Avoid fraud; don't hire a criminal. By Al Lewis, Denver Post columnist

Dear Friends,

Each month I try to talk about an issue that pertains to the Multi-Housing Industry. As I read different articles and publications I thought the following article was really important to any type of company that has employees. As many of you know Rental Services has expanded its services to include pre-employment screening. I think the following article demonstrates the importance of pre-screening employees.

Avoid fraud; don't hire a criminal By Al Lewis Denver Post columnist

Wherever there is a big pot of money, somebody is trying to steal from it.
The folks at Alliance Commercial Partners know this now.

The Lakewood-based commercial real estate firm has money flying everywhere. Since its 1996 founding, the firm has acquired or developed 72 properties across the nation valued around $775 million. Earlier this month, Alliance sold Writer Square in downtown Denver for $30.3 million. In managing all that real estate, the firm is constantly wiring funds to leasing agents, appraisers, attorneys, banks and vendors.

Enter Patricia Jagielski Ragusa, 43, who was Alliance's first employee in April 1997. Alliance made Ragusa its director of portfolio accounting and authorized her to transfer money over the Internet so bills would get paid. Alliance even gave Ragusa, a single mother of two, flexible hours and permission to work from her Littleton home.

Ragusa might have seemed innocuous at 4 feet 11 inches - a slight, white, middle-class accountant with brown eyes and shoulder-length hair.

But here's what Alliance executives didn't know: "Ragusa is a multi-state offender with a criminal history," according to a Lakewood police report. Her rap sheet includes felony theft, unlawfully carrying a weapon, and heroin possession, according to a police report. If Alliance or its employment agency ever ran a criminal background check on Ragusa, they should have found this out.

Last month, Alliance's chief financial officer, Douglas McCormick, noticed that credits to a certain account came up $76,000 short. He soon discovered that money had been wired to a bank account held in the name of Ragusa's son.

Ragusa offered no explanation at first. Later, she indicated "that someone must have gotten her password and her son's information, and made the transfer," according to an affidavit by Lakewood economic crimes detective Dave Voskamp. Why? Maybe someone just wanted to get her fired, Ragusa claimed.

A deeper look at Ragusa's story revealed 72 transactions that police say were fraudulent. Police allege that, since April 2001, Ragusa illegally wired more than $1 million to accounts held by herself, her day-trader boyfriend in California and her two teenage children. Only Ragusa has been charged. Police arrested her Sept. 16. She is free on bond.

Ragusa and her attorney, Robert Grossman, declined to comment, as did McCormick and Alliance president Richard Stone. It will be a long and embarrassing ordeal for both Ragusa and Alliance - a company that boasts a "management and staff with a combined 80 years experience in the real estate industry."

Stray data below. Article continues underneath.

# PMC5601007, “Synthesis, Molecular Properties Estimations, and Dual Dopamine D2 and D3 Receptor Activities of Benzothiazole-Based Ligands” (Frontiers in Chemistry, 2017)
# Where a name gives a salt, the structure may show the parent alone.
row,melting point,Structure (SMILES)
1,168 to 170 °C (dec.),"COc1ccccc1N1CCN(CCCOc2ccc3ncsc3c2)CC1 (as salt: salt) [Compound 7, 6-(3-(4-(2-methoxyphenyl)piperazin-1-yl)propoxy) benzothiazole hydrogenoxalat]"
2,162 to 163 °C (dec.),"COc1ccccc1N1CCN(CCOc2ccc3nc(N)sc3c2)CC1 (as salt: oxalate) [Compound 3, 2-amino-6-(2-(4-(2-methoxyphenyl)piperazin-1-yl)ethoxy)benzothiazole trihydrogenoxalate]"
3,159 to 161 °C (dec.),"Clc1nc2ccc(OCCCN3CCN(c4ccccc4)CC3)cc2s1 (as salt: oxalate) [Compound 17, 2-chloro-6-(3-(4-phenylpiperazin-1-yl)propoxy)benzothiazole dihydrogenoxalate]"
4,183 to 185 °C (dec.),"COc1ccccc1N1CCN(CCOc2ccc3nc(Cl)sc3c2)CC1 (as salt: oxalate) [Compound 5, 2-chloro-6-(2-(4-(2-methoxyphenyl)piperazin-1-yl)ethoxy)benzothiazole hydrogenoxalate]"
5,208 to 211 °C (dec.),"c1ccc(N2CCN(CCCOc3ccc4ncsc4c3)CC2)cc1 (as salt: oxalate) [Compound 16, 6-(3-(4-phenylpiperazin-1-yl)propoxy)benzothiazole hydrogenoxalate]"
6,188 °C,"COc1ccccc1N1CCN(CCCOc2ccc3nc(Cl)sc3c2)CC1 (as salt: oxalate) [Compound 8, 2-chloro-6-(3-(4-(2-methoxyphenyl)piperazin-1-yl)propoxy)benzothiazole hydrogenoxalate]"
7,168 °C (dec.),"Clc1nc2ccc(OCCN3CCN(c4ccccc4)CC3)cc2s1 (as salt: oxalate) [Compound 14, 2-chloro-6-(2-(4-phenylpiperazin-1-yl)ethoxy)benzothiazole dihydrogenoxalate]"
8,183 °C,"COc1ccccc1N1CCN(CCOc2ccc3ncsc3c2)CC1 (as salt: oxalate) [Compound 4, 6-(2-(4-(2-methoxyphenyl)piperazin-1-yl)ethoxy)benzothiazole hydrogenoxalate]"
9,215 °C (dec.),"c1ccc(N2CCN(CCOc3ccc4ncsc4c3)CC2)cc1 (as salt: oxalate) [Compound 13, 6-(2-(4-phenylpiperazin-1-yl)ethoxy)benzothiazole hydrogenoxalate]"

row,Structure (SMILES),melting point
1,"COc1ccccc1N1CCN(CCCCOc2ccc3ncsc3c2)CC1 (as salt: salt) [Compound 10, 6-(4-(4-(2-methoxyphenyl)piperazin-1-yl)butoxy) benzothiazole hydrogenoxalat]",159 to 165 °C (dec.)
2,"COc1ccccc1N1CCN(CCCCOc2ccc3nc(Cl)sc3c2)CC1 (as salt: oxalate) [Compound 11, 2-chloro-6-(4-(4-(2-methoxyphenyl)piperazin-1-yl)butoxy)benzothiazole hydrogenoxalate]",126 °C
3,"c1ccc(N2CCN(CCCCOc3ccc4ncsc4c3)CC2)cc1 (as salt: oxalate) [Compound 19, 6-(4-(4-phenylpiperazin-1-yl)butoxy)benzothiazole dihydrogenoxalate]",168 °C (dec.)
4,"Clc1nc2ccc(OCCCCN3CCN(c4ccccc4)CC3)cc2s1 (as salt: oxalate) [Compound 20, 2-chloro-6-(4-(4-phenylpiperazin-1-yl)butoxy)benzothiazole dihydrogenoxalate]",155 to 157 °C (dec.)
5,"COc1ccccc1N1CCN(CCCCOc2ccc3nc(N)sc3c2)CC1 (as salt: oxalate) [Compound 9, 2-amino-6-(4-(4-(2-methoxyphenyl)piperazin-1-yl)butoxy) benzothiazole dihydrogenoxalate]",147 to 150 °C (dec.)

"She's a bad actor, but the company made it very easy for her," said Daniel Predovich, an independent fraud examiner in Highlands Ranch who agreed to review Ragusa's case for this column. Not only did Alliance fail to uncover Ragusa's past, but it didn't have proper internal controls for handling money, Predovich said.

The company simply was too trusting. "There should have been a segregation of duty so that three or four people were involved in a wire transfer rather than just one," Predovich said.

Predovich said embezzlement cases like this keep him in business as a private fraud investigator.
Often, these cases are not reported to police, to avoid embarrassment. They make companies - particularly those that depend on their ability to attract investors - look foolish. But Predovich says companies typically forgo criminal background checks and aren't keen about those pesky internal controls either.

"Most folks who've hired me to do a fraud investigation never expected that anybody would steal from them," Predovich said.

Trust is the basis of all business transactions. But when you give someone the combination to the safe, it's a good idea to know who they are.

"Employees with need, greed and opportunity can and will steal unless management is alert, and good internal controls are in place," Predovich said.

Al Lewis' column appears Sundays, Tuesdays and Fridays. Reach him at 303-820-1967 or mailto:alewis@denverpost.com

I hope this article shows how even your most trusted employees can present a risk. Quality pre-screening could help mitigate this from happening to you and your company. If you don’t currently pre-screen call us. If you currently are using a company call us for a competitive quote. If you have any questions about Pre-Employment screening please contact me at 303-420-1212.


Jeff Malone
Regional Marketing Director
Rental Services, Inc.

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